The number of older people, including those living with dementia, is rising, as younger age mortality declines. However, the age-specific incidence of dementia has fallen in many countries, probably because of improvements in education, nutrition, health care, and lifestyle changes.
Overall, a growing body of evidence supports the nine potentially modifiable risk factors for dementia modelled by the 2017 Lancet Commission on dementia prevention, intervention, and care: less education, hypertension, hearing impairment, smoking, obesity, depression, physical inactivity, diabetes, and low social contact.
We now add three more risk factors for dementia with newer, convincing evidence. These factors are excessive alcohol consumption, traumatic brain injury, and air pollution. We have completed new reviews and meta-analyses and incorporated these into an updated 12 risk factor life-course model of dementia prevention. Together the 12 modifiable risk factors account for around 40% of worldwide dementias, which consequently could theoretically be prevented or delayed.
The potential for prevention is high and might be higher in low-income and middle-income countries (LMIC) where more dementias occur. Our new life-course model and evidence synthesis has paramount worldwide policy implications. It is never too early and never too late in the life course for dementia prevention. Early-life (younger than 45 years) risks, such as less education, affect cognitive reserve; midlife (45–65 years), and later-life (older than 65 years) risk factors influence reserve and triggering of neuropathological developments.
Culture, poverty, and inequality are key drivers of the need for change. Individuals who are most deprived need these changes the most and will derive the highest benefit.
The US Surgeon General’s office has released a report emphasizing the importance of making hypertension control a national public health priority. Vice Admiral Jerome Adams, MD, MPH, the 20th US Surgeon General, discusses the report’s background and recommendations.
Recorded October 7, 2020.
“We are learning that tactics to avoid dementia begin early and continue throughout life, so it’s never too early or too late to take action,” says commission member and AAIC presenter Lon Schneider, MD, co-director of the USC Alzheimer Disease Research Center‘s clinical core and professor of psychiatry and the behavioral sciences and neurology at the Keck School of Medicine of USC.
LOS ANGELES — Modifying 12 risk factors over a lifetime could delay or prevent 40% of dementia cases, according to an updated report by the Lancet Commission on dementia prevention, intervention and care presented at the Alzheimer’s Association International Conference (AAIC 2020).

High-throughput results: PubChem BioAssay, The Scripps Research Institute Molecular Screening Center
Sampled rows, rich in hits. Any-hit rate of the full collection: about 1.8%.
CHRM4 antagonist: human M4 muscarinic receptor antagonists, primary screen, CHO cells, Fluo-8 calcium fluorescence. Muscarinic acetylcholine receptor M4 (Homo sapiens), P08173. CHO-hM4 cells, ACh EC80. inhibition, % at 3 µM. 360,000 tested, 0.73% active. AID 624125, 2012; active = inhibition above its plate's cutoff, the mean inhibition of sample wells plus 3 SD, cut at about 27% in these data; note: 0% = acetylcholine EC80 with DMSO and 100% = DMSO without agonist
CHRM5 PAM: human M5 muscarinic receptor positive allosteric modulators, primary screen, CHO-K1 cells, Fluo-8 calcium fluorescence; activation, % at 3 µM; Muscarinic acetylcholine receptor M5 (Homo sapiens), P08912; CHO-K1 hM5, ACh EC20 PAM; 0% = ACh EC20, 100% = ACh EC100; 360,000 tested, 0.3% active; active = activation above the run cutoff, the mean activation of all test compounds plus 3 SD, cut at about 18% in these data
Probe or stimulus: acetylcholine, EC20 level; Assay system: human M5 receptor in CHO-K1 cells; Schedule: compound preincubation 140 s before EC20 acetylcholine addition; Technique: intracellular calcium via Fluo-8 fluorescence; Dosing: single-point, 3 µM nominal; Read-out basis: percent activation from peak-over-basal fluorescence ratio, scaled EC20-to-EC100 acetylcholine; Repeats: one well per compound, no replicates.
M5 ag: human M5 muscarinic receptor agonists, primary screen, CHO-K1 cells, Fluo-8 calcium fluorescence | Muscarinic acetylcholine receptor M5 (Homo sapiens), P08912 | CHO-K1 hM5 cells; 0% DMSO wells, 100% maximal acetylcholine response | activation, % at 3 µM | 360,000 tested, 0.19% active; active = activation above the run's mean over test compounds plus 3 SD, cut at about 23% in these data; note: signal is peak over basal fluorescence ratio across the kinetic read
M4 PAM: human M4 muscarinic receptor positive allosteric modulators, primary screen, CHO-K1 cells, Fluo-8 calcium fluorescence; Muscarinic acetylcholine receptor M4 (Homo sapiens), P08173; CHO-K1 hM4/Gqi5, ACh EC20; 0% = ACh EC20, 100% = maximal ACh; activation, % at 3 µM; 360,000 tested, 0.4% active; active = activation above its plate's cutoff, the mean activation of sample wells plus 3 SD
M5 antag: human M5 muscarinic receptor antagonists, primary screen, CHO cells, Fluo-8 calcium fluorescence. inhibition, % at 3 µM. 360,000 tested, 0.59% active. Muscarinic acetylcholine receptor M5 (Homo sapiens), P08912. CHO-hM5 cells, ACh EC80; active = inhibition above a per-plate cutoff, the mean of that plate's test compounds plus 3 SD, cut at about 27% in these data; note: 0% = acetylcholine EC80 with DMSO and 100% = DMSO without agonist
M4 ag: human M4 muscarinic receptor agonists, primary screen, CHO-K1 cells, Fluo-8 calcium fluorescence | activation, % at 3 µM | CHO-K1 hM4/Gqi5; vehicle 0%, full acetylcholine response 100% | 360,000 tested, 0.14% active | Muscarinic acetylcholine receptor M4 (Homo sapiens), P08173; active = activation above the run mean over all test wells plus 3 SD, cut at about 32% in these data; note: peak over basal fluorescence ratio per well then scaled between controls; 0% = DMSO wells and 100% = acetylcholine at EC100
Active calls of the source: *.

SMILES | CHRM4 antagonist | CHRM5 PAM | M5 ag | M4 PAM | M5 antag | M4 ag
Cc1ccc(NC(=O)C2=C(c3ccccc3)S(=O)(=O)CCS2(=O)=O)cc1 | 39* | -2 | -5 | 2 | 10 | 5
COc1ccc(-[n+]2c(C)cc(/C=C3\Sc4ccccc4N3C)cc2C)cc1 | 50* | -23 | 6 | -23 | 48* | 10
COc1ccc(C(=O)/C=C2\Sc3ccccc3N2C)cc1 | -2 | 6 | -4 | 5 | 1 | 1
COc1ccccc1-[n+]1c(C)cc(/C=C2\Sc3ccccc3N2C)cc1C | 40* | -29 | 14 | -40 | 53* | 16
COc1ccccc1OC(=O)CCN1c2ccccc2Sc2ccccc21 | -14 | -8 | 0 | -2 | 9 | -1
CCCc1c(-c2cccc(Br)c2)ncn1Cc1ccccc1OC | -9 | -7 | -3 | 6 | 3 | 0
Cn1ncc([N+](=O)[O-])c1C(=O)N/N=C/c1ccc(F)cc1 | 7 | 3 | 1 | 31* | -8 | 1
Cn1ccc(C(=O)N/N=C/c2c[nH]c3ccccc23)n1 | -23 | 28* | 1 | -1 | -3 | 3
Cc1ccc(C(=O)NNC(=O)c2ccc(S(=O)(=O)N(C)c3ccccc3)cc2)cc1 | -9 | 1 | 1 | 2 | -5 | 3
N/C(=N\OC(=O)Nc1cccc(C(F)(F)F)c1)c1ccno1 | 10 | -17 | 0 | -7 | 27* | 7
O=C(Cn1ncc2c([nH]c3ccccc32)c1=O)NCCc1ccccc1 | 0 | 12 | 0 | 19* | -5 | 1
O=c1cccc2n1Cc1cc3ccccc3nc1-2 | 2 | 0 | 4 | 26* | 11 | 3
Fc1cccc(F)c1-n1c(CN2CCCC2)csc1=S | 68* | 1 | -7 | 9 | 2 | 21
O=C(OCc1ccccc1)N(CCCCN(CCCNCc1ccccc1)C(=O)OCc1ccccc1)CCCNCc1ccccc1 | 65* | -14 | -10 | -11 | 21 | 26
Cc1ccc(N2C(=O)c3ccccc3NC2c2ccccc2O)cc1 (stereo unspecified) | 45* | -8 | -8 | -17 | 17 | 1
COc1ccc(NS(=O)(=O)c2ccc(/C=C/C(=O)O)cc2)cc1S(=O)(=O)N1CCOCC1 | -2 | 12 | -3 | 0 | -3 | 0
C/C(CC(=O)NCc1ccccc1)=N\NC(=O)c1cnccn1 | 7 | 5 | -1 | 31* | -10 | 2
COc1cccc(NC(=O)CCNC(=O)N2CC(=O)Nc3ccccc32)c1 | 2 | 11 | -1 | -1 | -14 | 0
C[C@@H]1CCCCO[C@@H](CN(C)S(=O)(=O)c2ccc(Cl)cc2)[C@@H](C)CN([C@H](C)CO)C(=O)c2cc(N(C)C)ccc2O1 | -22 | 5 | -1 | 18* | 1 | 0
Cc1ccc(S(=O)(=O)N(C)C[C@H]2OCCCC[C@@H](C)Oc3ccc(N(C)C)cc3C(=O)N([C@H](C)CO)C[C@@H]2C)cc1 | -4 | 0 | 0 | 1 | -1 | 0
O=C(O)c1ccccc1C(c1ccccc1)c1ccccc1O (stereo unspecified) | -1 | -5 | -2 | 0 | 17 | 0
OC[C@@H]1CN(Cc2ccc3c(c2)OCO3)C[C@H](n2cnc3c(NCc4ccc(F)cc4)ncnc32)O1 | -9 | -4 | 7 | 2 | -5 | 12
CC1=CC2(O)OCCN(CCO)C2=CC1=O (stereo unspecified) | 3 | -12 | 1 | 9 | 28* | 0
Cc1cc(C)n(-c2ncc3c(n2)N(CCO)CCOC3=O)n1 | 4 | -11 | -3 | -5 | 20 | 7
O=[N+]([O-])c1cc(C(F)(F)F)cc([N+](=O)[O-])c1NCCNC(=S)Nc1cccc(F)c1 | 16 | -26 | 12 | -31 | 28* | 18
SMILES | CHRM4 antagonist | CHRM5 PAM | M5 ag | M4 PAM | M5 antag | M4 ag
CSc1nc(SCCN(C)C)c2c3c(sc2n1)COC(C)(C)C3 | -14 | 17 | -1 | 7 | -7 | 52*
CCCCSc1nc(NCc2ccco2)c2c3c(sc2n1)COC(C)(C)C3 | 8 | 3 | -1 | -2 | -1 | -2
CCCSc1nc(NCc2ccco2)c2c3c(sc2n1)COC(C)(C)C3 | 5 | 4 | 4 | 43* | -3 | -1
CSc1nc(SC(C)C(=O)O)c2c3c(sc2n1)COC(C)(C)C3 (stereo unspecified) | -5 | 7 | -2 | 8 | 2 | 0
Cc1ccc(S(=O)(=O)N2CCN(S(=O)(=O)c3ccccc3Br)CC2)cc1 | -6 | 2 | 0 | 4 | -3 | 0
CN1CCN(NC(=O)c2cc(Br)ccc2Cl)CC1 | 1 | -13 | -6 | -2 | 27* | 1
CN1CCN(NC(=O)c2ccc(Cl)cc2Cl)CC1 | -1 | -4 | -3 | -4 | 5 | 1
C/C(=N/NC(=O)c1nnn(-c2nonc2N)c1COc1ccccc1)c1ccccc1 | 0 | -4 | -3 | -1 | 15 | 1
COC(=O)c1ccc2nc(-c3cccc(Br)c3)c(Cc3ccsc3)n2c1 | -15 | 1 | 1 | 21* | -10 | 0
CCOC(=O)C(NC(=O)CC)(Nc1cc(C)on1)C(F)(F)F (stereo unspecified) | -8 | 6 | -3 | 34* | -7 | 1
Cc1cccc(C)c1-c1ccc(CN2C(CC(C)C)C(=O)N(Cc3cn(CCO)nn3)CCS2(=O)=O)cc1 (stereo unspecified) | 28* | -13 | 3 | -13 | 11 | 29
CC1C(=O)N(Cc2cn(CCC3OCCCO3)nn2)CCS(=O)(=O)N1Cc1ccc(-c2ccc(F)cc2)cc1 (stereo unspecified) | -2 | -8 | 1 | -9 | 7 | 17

Twenty-eight world-leading dementia experts added three new risk factors in the new report — excessive alcohol intake and head injury in mid-life and air pollution in later life. These are in addition to nine factors previously identified by the commission in 2017: less education early in life; mid-life hearing loss, hypertension and obesity; and smoking, depression, social isolation, physical inactivity and diabetes later in life (65 and up).
Schneider and commission members recommend that policymakers and individuals adopt the following interventions:
- Aim to maintain systolic blood pressure of 130 mm Hg or less from the age of 40.
- Encourage use of hearing aids for hearing loss and reduce hearing loss by protecting ears from high noise levels.
- Reduce exposure to air pollution and second-hand tobacco smoke.
- Prevent head injury (particularly by targeting high-risk occupations).
- Limit alcohol intake to no more than 21 units per week (one unit of alcohol equals 10 ml or 8 g pure alcohol).
- Stop smoking and support others to stop smoking.
- Provide all children with primary and secondary education.
- Lead an active life into mid-life and possibly later life.
- Reduce obesity and the linked condition of diabetes.
From an American Heart Assoc. Journal study (Feb 28, 2020):
Seasonal variation in blood pressure has been known for 40 years, but, to our knowledge, for the first time we show here that this occurs independently of temperature. The reduction in blood pressure is more marked with a rise in UVB than UVA, and in whites than black people. Dermatological concerns about the skin cancer inducing effects of UV radiation need to be balanced against the observed blood pressure lowering effects of sunlight, particularly given the greatly higher burden of disease caused by hypertension.
Sunlight exposure appears to lower blood pressure; insufficient exposure to natural ultraviolet radiation and/or active avoidance of sunlight may be new risk factors for hypertension.
Hypertension remains a leading global cause for premature death and disease. Most treatment guidelines emphasize the importance of risk factors, but not all are known, modifiable, or easily avoided. Population blood pressure correlates with latitude and is lower in summer than winter. Seasonal variations in sunlight exposure account for these differences, with temperature believed to be the main contributor. Recent research indicates that UV light enhances nitric oxide availability by mobilizing storage forms in the skin, suggesting incident solar UV radiation may lower blood pressure. We tested this hypothesis by exploring the association between environmental UV exposure and systolic blood pressure (SBP) in a large cohort of chronic hemodialysis patients in whom SBP is determined regularly.